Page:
The fellow who preached at the first congregation had a Reformed theology and an approach to preaching that was similar to my own –
A passage of scripture is like a room and the preacher’s job is to talk about what’s in the room and if something’s left out of that description, the job’s not done. The congregation, guided by the Holy Spirit, figures out for itself what, if anything, to do with what’s in the room. It’s a good idea, if you have the ability, to go so far as to talk about where the fabric on the drapes was sourced and about the pattern on the rug – it’s derivation and meaning. Exhaustive is good. Superficial is bad.
There might not be an obvious or attenuated application that preacher can make clear in a sermon. What matters is that the passage of Scripture is an expression of the mind of God and listening to it, reading it, getting hung up on what it’s saying is transformative to the believer. Might also be transformative to the reprobate by turning such away from the things of God.
That made for some long sermons, and the guy at the first congregation usually started his off with a 10 minute re-cap of the previous week’s sermon. That was my only complaint about his sermons. The re-cap. He and his family returned to the mission field – we never became friends, but I liked them and have prayed for them since they left.
The congregation we’ve been worshiping with the past several months has a preacher who’s also Reformed and does exegetical, to a degree, preaching. His messages tend to be heavy on application. The second guy seems like a decent sort – a normal, non-self-aggrandizing individual. What I like about his work is that he uses Scripture to interpret Scripture. His sermons start on time and end on time – I like that, too, although it’s not super important to me. Regarding sermon time – it takes however long it takes to deliver the message.
Regarding my own life sans formal ministry or mission, I’m okay with it. I never was fully convinced that I met scriptural qualifications for elder. In the grossly problematic category, I find:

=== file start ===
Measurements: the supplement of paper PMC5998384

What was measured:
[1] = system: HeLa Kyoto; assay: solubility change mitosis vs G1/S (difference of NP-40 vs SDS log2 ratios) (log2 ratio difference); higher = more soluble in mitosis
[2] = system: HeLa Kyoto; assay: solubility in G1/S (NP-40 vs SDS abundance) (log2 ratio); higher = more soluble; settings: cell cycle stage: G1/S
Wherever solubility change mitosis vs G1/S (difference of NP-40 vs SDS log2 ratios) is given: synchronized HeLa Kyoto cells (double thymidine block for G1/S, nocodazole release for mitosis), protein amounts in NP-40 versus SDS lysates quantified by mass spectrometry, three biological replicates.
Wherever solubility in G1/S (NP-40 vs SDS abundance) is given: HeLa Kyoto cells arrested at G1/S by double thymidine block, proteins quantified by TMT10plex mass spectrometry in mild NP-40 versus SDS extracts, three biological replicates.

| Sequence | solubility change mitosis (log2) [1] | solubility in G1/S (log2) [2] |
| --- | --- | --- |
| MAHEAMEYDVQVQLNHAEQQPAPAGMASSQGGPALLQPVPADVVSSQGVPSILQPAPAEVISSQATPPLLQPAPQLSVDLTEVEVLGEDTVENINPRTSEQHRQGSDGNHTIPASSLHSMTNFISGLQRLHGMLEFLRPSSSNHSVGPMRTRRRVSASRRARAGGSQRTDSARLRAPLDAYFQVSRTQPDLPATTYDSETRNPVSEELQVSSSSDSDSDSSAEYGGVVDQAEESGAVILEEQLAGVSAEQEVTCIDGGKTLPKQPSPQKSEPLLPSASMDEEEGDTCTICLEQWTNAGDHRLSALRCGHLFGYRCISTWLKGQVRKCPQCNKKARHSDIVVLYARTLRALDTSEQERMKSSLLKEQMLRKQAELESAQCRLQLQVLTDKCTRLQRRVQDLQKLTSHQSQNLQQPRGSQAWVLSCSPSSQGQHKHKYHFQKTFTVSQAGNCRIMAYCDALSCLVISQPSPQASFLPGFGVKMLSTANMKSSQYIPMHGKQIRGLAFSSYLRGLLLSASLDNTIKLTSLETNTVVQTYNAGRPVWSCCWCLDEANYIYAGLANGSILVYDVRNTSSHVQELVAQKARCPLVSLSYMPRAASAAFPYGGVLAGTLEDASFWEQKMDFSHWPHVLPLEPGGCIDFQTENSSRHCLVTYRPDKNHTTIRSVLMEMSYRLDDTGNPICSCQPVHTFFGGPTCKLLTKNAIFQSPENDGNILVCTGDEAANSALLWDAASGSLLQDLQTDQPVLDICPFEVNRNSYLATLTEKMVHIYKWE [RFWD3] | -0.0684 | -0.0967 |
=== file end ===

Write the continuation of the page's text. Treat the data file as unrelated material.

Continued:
Do I manage my own home well? Not as well as I ought to – I procrastinate too much.
Is my child an unruly heathen? Yeah, sometimes I really wonder whether the kid’s numbered among the elect. I have explained the Gospel to him and taught him to search the Scripture, to pray without ceasing and call upon the name of the Lord.
Am I the husband of one wife? Dunno. About a hundred years ago, in California, I lived with a young woman for a couple of years. We were never formally married, but we lived together and expected the same level of commitment each from the other in terms of fidelity that’s expected of spouses. But we never pretended to be married. We stayed friends for a long time afterward and there’s more to the story but not for the telling here.
Am I pugnacious? Sometimes I flare up and express anger in a way that could lead to fisticuffs although I have no interest in forcing submission to my will or views.
I remember when I left government work – nothing important, but work that vested me with the authority of the state in some instances – I felt naked without identification in that employment. That cloak of authority.
Leaving formal ministry was a little like that only when I did, I knew I wasn’t walking away from the faith or the obligation of service to my eternal sovereign. That said, I think I’m unlikely to formally join another congregation or to engage in a formal “ministry” w/in any such conceptual structure.
In some respects, I think I’m unreachable by what passes for air-quote Christianity as so much of what that entails is irrelevant to me and my family. Sometimes I wish there was some relevance or that I had some sense of belonging in a congregational group, but I’m not willing shelve my discernment and freedom in Christ.
Note that all images and captions are aligned center in editing mode.
Last Saturday I paddled the Barren Fork/Collins River from Smooth Rapids at McMinnville to the former VFW lodge just outside McMinnville. I got to Smooth Rapids a little after 11:00, dropped off my kayak and gear, then the guy who runs the place met me at the VFW parking lot where I left the Volvo. He said they had some scheduling conflicts for shuttling that day.
The VFW lodge is now owned by somebody trying to run a barbecue restaurant. It didn’t look “Open” on Saturday but there were a few people around back who said they were preparing for a charity auction that night. I spoke with them because I needed change for a 20 in order pay the honor-system parking fee of five dollars.
I paddled Saturday without the rudder, leaving the pedal assembly in place but clipping in the foot-plate supplied by Long Haul. The foot plate ‘covers’ the rudder pedals. The bow gunwale halves come with a strap and clip for it pre-installed on either side. The top clip should be hung from the bow deckbar between ribs 2 and 3 during assembly. I didn’t but was able to attach it without much trouble when I deflated the sponsons some to remove the spraydeck. When I’d got underway, I found I hadn’t tightened both sides the same. You can see some slack left side in the picture, above.
By mistake I grabbed a 220 cm paddle from the paddle-bin instead of the 225 I’d planned to use. Turned out 220 cm is plenty long enough for the Long Haul Mark I. Without the spraydeck, the kayak’s gothic arch cockpit is easy to get into and out of.